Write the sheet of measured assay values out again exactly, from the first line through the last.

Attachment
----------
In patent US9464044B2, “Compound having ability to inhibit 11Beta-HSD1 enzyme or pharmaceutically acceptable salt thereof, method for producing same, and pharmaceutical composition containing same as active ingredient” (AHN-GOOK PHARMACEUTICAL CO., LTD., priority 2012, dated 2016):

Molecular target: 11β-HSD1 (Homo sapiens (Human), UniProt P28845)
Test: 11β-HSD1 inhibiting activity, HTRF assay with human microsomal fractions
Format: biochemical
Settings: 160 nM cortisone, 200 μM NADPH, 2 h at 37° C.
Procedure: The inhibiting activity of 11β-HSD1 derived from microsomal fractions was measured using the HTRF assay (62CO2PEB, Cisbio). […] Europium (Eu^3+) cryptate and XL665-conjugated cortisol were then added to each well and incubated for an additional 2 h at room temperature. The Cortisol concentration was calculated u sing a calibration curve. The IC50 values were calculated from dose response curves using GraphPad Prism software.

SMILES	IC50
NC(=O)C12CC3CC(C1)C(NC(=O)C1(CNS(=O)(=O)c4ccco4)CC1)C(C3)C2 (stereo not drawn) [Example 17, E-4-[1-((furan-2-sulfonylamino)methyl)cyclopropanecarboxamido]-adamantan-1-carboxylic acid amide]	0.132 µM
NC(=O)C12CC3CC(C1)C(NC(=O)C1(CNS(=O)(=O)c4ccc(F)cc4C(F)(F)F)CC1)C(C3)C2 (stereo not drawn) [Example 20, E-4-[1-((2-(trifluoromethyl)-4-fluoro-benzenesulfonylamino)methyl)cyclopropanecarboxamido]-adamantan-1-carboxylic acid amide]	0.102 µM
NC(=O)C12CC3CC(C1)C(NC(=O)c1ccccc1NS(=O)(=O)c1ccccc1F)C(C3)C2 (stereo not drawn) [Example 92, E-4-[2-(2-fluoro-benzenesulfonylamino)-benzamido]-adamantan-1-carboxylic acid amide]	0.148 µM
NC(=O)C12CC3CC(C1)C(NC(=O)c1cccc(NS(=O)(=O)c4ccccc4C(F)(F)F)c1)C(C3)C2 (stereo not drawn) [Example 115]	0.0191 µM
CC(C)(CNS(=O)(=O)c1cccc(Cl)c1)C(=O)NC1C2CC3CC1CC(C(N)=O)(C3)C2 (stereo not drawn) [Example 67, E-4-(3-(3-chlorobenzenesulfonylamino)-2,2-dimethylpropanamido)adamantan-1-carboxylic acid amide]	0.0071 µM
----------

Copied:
In patent US9464044B2, “Compound having ability to inhibit 11Beta-HSD1 enzyme or pharmaceutically acceptable salt thereof, method for producing same, and pharmaceutical composition containing same as active ingredient” (AHN-GOOK PHARMACEUTICAL CO., LTD., priority 2012, dated 2016):

Molecular target: 11β-HSD1 (Homo sapiens (Human), UniProt P28845)
Test: 11β-HSD1 inhibiting activity, HTRF assay with human microsomal fractions
Format: biochemical
Settings: 160 nM cortisone, 200 μM NADPH, 2 h at 37° C.
Procedure: The inhibiting activity of 11β-HSD1 derived from microsomal fractions was measured using the HTRF assay (62CO2PEB, Cisbio). […] Europium (Eu^3+) cryptate and XL665-conjugated cortisol were then added to each well and incubated for an additional 2 h at room temperature. The Cortisol concentration was calculated u sing a calibration curve. The IC50 values were calculated from dose response curves using GraphPad Prism software.

SMILES	IC50
NC(=O)C12CC3CC(C1)C(NC(=O)C1(CNS(=O)(=O)c4ccco4)CC1)C(C3)C2 (stereo not drawn) [Example 17, E-4-[1-((furan-2-sulfonylamino)methyl)cyclopropanecarboxamido]-adamantan-1-carboxylic acid amide]	0.132 µM
NC(=O)C12CC3CC(C1)C(NC(=O)C1(CNS(=O)(=O)c4ccc(F)cc4C(F)(F)F)CC1)C(C3)C2 (stereo not drawn) [Example 20, E-4-[1-((2-(trifluoromethyl)-4-fluoro-benzenesulfonylamino)methyl)cyclopropanecarboxamido]-adamantan-1-carboxylic acid amide]	0.102 µM
NC(=O)C12CC3CC(C1)C(NC(=O)c1ccccc1NS(=O)(=O)c1ccccc1F)C(C3)C2 (stereo not drawn) [Example 92, E-4-[2-(2-fluoro-benzenesulfonylamino)-benzamido]-adamantan-1-carboxylic acid amide]	0.148 µM
NC(=O)C12CC3CC(C1)C(NC(=O)c1cccc(NS(=O)(=O)c4ccccc4C(F)(F)F)c1)C(C3)C2 (stereo not drawn) [Example 115]	0.0191 µM
CC(C)(CNS(=O)(=O)c1cccc(Cl)c1)C(=O)NC1C2CC3CC1CC(C(N)=O)(C3)C2 (stereo not drawn) [Example 67, E-4-(3-(3-chlorobenzenesulfonylamino)-2,2-dimethylpropanamido)adamantan-1-carboxylic acid amide]	0.0071 µM